by the twins, Hamnet and Judith, in February 1585. Shortly thereafter,


Shakespeare went to seek his fortune in London. According to a durable—
if somewhat dubious—Stratford legend, Shakespeare was whipped for
poaching deer on the lands of one Sir Thomas Lucy, a notorious persecutor of local Catholics. Will made matters worse by posting a lampoon of
Lucy on his park gate, and fled town one step ahead of Lucy’s thugs.
London was home to a burgeoning and intensely competitive theater scene. Some playwrights were college graduates; others, such as
Shakespeare, Kyd, and Jonson, were not. Shakespeare’s quick success,
rural origins, and lack of a university degree made him the natural target of jealous attacks from the University Wits. These included Robert
Greene, George Peele, and that great spendthrift of language, Thomas
Nashe, a trio as noted for their depravity as for their abundant literary
talents. All three would soon be dead. Their enemies blamed their passing on the pox, or syphilis, the dread disease that became a Shakespearian obsession.
By the early 1590s, Shakespeare had obtained the patronage of Henry
Wriothesley, the Earl of Southampton. Wriothesley was an effete dandy
of flexible sexuality, with a penchant for poetry. Both of Shakespeare’s
racy, best-selling narrative poems, Venus and Adonis and The Rape of
Lucrece, are dedicated to him. The dedication for Lucrece, published in
1594, suggests that by then Shakespeare and Southampton were on
familiar terms: “The love I dedicate to your Lordship is without end . . .
what I have done is yours; what I have to do is yours.” According to
Shakespeare’s earliest biographer, Nicholas Rowe, Southampton once presented Shakespeare with £1000, a staggering (and almost certainly exaggerated) sum of money. Thus, by the time Shakespeare was middle-aged,
he had achieved substantial wealth and fame. However, his success was
blighted by the death of his only son Hamnet in 1596, and perhaps also
by a serious health scare that may have left deep marks on his writing.
D. H. Lawrence was struck by how saturated some of Shakespeare’s
work is with venereal disease: “I am convinced that some of Shakespeare’s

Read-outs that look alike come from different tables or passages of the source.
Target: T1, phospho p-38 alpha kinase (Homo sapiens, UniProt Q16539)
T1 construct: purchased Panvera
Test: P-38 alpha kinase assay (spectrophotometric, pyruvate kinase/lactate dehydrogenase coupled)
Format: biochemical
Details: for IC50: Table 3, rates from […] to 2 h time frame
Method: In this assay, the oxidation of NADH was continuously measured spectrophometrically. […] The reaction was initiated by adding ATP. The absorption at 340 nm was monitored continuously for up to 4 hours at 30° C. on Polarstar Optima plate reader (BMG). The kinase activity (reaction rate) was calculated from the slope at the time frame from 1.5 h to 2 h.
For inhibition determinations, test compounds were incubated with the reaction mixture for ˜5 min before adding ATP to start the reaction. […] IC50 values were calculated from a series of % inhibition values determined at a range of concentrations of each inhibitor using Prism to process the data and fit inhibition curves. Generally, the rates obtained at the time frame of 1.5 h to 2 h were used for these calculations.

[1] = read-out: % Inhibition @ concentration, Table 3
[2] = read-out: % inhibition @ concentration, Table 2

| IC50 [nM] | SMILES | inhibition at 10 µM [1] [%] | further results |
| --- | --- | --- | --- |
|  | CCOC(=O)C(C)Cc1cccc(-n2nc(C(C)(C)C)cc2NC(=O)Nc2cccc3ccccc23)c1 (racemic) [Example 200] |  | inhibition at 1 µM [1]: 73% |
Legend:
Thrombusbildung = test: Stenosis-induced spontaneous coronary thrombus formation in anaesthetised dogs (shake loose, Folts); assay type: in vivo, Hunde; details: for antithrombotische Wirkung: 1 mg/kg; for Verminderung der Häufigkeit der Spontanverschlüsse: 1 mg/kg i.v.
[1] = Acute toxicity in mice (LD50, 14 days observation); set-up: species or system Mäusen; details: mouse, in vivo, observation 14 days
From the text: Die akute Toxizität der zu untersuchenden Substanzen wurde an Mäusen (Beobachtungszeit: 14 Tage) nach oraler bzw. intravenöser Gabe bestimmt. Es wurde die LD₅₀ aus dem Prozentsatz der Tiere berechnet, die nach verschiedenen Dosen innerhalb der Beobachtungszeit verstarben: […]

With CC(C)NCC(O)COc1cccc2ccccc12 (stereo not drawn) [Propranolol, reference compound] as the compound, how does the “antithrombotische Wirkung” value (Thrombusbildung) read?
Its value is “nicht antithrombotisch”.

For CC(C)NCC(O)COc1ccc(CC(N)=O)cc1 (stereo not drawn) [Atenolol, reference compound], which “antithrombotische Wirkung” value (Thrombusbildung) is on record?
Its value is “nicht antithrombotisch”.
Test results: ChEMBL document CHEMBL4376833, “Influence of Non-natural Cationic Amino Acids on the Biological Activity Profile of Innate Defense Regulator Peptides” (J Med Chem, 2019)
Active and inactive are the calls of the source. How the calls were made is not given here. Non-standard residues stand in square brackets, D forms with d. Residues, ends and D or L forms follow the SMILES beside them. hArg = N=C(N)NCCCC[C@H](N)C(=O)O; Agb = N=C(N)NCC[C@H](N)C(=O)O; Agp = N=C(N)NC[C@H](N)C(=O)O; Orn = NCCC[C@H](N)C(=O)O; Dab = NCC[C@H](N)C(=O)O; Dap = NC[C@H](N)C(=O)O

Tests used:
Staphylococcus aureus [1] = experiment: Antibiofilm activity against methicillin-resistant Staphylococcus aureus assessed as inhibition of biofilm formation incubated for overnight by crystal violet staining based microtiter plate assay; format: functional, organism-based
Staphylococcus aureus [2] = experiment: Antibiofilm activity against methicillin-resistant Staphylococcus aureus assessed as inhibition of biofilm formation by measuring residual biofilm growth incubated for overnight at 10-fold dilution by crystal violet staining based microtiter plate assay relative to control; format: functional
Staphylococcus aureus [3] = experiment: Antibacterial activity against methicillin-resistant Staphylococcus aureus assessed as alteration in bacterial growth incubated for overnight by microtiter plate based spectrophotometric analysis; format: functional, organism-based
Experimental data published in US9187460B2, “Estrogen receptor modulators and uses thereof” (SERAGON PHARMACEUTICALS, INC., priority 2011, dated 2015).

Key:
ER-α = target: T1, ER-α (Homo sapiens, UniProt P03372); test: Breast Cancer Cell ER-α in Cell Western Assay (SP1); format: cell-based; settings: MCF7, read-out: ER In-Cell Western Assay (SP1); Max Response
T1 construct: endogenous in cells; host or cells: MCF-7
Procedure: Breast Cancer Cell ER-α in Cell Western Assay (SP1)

horror and despair, in his tragedies, arose from the shock of his consciousness of syphilis.” Anthony Burgess was probably the first commentator with the effrontery to suggest that Shakespeare himself had syphilis.
In his novel Nothing Like the Sun, Burgess depicted the poor bard as a


pocky cuckold. He later characterized Shakespeare as having a “gratuitous venereal obsession,” an observation subsequently echoed by scholars Katherine Duncan-Jones and Harold Bloom.
References to syphilis in Shakespeare are more abundant, intrusive
and clinically exact than those of his contemporaries. For example, there
are only six lines referring to venereal disease in all seven plays of Christopher Marlowe. However, forty-three lines in Measure for Measure, fift yone lines in Troilus and Cressida, and sixty-five lines in Timon of Athens
unequivocally allude to syphilis and other sexually transmitted diseases
References to syphilis and STDs are not uniformly distributed
throughout Shakespeare’s plays. In his first fourteen plays, up to The
Merchant of Venice in 1596, there is an average of only three lines per
play on venereal disease. (Most of these occur in The Comedy of Errors,
dated from 1592–3, which contains twenty-three lines referring to
STDs.) In the next twenty plays, from 1597’s Henry IV Part 1 to Cymbeline
in 1609, there is an average of fifteen lines per play. The final four plays, The
Winter’s Tale, The Tempest, Henry VIII, and Two Noble Kinsmen, average
less than two lines per play referring to syphilis and other STDs. (These
last two plays are generally accepted as being roughly equal collaborations between Shakespeare and John Fletcher.)
Could Shakespeare’s mid-career explosion of syphilitic content be
explained by a general increase in bawdry on the Jacobean and late Elizabethan stages? Perhaps, but this would not explain why Shakespeare takes
up the subject of syphilis in the early play Comedy of Errors, only to drop it
and return to it with a vengeance later on. Of course, Shakespeare’s interest
in syphilis does not mean that he was personally infected. Shakespeare
would be well aware of the effects of syphilis on London’s literary bohemia
of the 1590s, just as an observer of the New York arts scene of the 1980s
would be unpleasantly familiar with the ravages of AIDS. But is there
evidence that Shakespeare’s own lifestyle put him at risk for syphilis?
Shakespeare’s marriage to Anne Hathaway was marked by long periods of separation. For most of their life, Will lived and worked in London, while Anne was home in Stratford. They had no children after 1585,